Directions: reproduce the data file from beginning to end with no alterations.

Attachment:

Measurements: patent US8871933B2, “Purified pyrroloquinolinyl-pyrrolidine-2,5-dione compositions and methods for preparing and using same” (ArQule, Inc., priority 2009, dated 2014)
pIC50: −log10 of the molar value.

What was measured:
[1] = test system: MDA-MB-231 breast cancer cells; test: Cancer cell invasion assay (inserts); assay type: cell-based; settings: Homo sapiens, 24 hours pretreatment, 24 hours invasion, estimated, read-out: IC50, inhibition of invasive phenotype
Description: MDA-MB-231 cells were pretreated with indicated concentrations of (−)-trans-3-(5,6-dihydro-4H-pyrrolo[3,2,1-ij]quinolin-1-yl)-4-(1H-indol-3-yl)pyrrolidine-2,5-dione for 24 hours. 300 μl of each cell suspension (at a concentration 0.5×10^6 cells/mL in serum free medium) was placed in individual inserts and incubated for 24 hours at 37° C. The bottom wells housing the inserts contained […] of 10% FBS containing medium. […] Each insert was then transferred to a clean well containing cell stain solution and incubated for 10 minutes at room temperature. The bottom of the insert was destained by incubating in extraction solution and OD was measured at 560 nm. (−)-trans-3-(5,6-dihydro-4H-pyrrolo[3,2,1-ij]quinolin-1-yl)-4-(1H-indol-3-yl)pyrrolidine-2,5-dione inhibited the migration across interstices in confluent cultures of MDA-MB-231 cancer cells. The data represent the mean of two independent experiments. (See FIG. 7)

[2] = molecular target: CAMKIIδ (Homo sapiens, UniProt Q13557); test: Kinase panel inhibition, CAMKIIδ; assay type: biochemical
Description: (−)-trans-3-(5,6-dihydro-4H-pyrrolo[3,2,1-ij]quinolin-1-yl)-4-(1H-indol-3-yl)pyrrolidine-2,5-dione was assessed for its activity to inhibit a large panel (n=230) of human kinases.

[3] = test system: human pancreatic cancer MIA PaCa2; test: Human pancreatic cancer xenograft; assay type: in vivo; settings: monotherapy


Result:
Measurements: patent US8871933B2, “Purified pyrroloquinolinyl-pyrrolidine-2,5-dione compositions and methods for preparing and using same” (ArQule, Inc., priority 2009, dated 2014)
pIC50: −log10 of the molar value.

What was measured:
[1] = test system: MDA-MB-231 breast cancer cells; test: Cancer cell invasion assay (inserts); assay type: cell-based; settings: Homo sapiens, 24 hours pretreatment, 24 hours invasion, estimated, read-out: IC50, inhibition of invasive phenotype
Description: MDA-MB-231 cells were pretreated with indicated concentrations of (−)-trans-3-(5,6-dihydro-4H-pyrrolo[3,2,1-ij]quinolin-1-yl)-4-(1H-indol-3-yl)pyrrolidine-2,5-dione for 24 hours. 300 μl of each cell suspension (at a concentration 0.5×10^6 cells/mL in serum free medium) was placed in individual inserts and incubated for 24 hours at 37° C. The bottom wells housing the inserts contained […] of 10% FBS containing medium. […] Each insert was then transferred to a clean well containing cell stain solution and incubated for 10 minutes at room temperature. The bottom of the insert was destained by incubating in extraction solution and OD was measured at 560 nm. (−)-trans-3-(5,6-dihydro-4H-pyrrolo[3,2,1-ij]quinolin-1-yl)-4-(1H-indol-3-yl)pyrrolidine-2,5-dione inhibited the migration across interstices in confluent cultures of MDA-MB-231 cancer cells. The data represent the mean of two independent experiments. (See FIG. 7)

[2] = molecular target: CAMKIIδ (Homo sapiens, UniProt Q13557); test: Kinase panel inhibition, CAMKIIδ; assay type: biochemical
Description: (−)-trans-3-(5,6-dihydro-4H-pyrrolo[3,2,1-ij]quinolin-1-yl)-4-(1H-indol-3-yl)pyrrolidine-2,5-dione was assessed for its activity to inhibit a large panel (n=230) of human kinases.

[3] = test system: human pancreatic cancer MIA PaCa2; test: Human pancreatic cancer xenograft; assay type: in vivo; settings: monotherapy